Purpose: The purpose of this study was to compare internal Morse taper connections in 2 separate modes: repeated torque/reverse-torque values and compressive bending at a 30-degree off-axis angle.
Materials and methods: Three sample groups (n = 12 in each group)--a solid-screw implant paired with a 5.5-mm solid abutment (SSI), a synOcta implant with a 5.5-mm solid abutment (SOI), and a synOcta implant with a synOcta 5.5-mm solid abutment (SOSA)--were torqued to 35 Ncm, and the reverse torque to remove the abutment was recorded. This was repeated for 3 trials. Additionally, the sample groups were loaded 30 degrees off-axis, and the ultimate compressive values were recorded.
Results: There was a significant difference in the initial reverse-torque values. The SOSA setup showed significantly lower torque than the SOI and SSI setups (P < .05). In addition, the compressive bending test showed that the SOSA setup was significantly different (P < .05) from the SSI and SOI setups. Radiographic survey of the test groups following compressive bending revealed no implant fractures, but bending of the implant-abutment complex occurred.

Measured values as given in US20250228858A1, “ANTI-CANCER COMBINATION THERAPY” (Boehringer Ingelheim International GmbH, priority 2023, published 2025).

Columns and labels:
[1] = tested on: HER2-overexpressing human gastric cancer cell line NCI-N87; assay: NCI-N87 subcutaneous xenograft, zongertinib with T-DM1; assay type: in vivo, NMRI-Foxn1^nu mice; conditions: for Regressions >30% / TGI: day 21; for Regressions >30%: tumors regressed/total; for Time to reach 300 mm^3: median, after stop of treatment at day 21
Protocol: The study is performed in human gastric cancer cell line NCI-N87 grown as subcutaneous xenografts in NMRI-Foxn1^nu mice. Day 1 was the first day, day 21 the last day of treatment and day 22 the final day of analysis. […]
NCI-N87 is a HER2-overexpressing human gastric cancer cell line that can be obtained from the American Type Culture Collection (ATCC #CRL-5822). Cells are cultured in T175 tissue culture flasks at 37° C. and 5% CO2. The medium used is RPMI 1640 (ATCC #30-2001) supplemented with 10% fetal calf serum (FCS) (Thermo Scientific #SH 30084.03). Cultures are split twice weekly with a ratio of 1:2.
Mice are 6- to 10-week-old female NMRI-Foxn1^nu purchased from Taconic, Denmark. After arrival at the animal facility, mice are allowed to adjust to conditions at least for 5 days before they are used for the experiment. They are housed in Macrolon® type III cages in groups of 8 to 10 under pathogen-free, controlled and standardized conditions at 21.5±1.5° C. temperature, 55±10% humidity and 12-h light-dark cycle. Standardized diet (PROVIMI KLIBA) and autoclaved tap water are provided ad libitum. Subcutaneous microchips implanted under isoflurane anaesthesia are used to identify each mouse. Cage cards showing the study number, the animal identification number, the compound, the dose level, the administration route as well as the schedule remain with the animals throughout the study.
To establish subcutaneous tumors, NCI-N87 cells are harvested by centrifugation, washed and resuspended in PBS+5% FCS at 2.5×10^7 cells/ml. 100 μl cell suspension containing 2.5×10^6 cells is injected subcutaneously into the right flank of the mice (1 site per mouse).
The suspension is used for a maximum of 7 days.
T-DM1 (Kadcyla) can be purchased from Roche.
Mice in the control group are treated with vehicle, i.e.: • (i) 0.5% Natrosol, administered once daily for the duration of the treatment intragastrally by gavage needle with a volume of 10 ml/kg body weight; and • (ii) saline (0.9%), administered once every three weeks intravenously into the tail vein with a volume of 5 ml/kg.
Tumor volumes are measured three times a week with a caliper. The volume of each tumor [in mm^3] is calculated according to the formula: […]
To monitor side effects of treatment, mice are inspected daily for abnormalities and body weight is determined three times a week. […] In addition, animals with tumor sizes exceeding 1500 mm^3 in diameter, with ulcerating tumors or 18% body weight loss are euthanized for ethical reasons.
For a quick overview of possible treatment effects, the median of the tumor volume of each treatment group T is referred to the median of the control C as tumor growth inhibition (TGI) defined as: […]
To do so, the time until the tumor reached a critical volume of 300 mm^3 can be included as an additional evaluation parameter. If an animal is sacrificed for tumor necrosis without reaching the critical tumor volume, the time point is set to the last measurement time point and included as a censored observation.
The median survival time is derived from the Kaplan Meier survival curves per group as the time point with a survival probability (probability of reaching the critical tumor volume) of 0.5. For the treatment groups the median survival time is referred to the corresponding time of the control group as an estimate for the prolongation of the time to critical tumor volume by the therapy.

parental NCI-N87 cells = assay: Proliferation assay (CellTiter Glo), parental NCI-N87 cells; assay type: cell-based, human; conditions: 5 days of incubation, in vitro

Discussion: The alteration within the Morse taper did not reduce the strength of the implant-abutment connection, ie, the reduction in surface area did not significantly reduce the torque properties or tensile properties. The new 2-piece synOcta 5.5-mm solid abutment was shown to have a stronger implant-abutment connection when torqued down a second time.
Conclusions: In this in vitro study, alteration of the Morse taper with an internal octagon indexing did not significantly reduce the strength of the implant connection. Sufficient strength was exhibited, which would indicate this implant-abutment design for anterior as well as posterior edentulous sites.